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Is it normal for methods with a question mark to return something that's truthy (for example, a number) to indicate that something is true, or should true itself be returned?

Are there any examples of truthiness being used in the Ruby standard library or by Rails, for example?

Background: Someone wrote a String#int? method in an answer to a separate question, which returned an integer to represent true, and nil to represent false. Another user was surprised at not returning a boolean.

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The example you cite was not following convention, it should have returned an actual boolean. –  Adam Lassek Nov 27 '10 at 1:41
Heh, I saw that discussion, and wondered if that response would lead to this question. :-) Good catch @Andrew Grimm –  the Tin Man Nov 27 '10 at 2:56
@Adam: Isn't that an answer, not a comment? (Usually I complain about people doing the opposite!) –  Andrew Grimm Nov 27 '10 at 2:59

4 Answers 4

up vote 6 down vote accepted

It is usual for methods ending with ? to return either true or false but it is not systematic and no core method will assume it.

An example in the core classes is Numeric#nonzero? which never returns true or false.

42.nonzero? # => 42

The library Set has add? and delete? too. I wish Enumerable#one? returned nil or false to distinguish cases where the count is zero from when it is greater than one.

A similar example are the comparison operators (<, >, ...), which usually return only true or false. Here again exceptions exist for Module's operators that will return nil instead when the two modules are not related:

Array > Enumerable  # => false
Array > Fixnum      # => nil
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Heckle also uses Ternary logic internally - IIRC true means a method is heckle-proof, false means it isn't, and nil means it doesn't have anything to heckle. –  Andrew Grimm Nov 28 '10 at 22:16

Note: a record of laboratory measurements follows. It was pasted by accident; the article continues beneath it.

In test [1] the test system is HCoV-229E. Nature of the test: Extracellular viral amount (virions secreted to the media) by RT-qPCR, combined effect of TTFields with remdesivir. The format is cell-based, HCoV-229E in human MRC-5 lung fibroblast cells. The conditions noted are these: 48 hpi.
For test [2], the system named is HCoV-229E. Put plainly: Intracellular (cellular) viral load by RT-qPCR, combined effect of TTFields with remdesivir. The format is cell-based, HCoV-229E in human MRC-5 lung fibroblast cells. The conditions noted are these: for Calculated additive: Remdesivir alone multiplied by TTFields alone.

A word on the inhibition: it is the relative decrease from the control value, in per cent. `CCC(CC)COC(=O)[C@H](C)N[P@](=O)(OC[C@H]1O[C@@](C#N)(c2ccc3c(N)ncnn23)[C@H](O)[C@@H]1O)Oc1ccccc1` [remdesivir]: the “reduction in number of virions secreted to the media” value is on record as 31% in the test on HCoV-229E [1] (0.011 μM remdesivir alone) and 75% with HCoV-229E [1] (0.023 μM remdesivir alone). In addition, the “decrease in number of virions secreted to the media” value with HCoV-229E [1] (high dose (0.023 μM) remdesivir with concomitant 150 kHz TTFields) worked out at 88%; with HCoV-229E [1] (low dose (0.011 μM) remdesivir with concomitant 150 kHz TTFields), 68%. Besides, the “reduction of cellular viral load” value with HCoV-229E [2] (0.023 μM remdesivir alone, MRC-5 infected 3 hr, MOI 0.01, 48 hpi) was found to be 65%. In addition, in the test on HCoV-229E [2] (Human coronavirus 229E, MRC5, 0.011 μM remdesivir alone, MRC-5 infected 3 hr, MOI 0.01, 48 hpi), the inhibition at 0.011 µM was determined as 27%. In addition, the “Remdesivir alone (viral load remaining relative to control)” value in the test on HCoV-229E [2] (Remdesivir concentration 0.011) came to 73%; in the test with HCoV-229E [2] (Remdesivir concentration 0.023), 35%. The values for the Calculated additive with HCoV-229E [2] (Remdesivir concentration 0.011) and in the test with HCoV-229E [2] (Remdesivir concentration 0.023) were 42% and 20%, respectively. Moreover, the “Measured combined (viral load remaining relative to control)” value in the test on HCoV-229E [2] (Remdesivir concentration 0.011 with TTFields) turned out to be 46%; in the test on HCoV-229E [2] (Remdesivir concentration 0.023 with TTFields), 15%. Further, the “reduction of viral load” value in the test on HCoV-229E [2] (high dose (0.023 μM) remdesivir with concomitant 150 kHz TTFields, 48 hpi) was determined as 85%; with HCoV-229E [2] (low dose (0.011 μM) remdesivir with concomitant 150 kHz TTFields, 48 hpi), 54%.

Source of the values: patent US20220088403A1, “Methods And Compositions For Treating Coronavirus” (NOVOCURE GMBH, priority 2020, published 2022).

Adding a ? to a method name in Ruby is idiomatic that the method will return true or false. Object#nil? is a good example. In fact, Object has a lot of good examples of truthiness checks.

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There are two answers to your question, and both are valid:

Technically, anything returning a false or nil value acts as a false boolean when doing a conditional test, just as a non-nil or true value acts as a true. So, the method in question will work correctly for most times you'd want to know if something is an integer.

But stylistically a method that ends with '?' should return either a Boolean true or false and only those.

The method in question doesn't really play nicely with our expectations and fails the POLS ("principle of least surprise") because you can reasonably expect a Boolean value being returned, and get an integer or a nil. THAT could lead to unpleasant surprises in code when it fails with an unexpected nil or a Fixnum value.

So, while it's a valid method, it's not a good method, and I would have brought it up in a code review. And that leads to a separate discussion of how subtle things like that can enhance or hurt code maintenance, but that's an entirely different discussion.

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I renamed the method in question to remove the ?, which was really not important to the question being answered. Scanning through the core functions that end in ?s, the only ones I spotted that returned data or nil were the add? and delete? methods on Set.

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I removed my comment from your answer: I was wrong. Thanks for the lesson! –  Wayne Conrad Nov 27 '10 at 3:12

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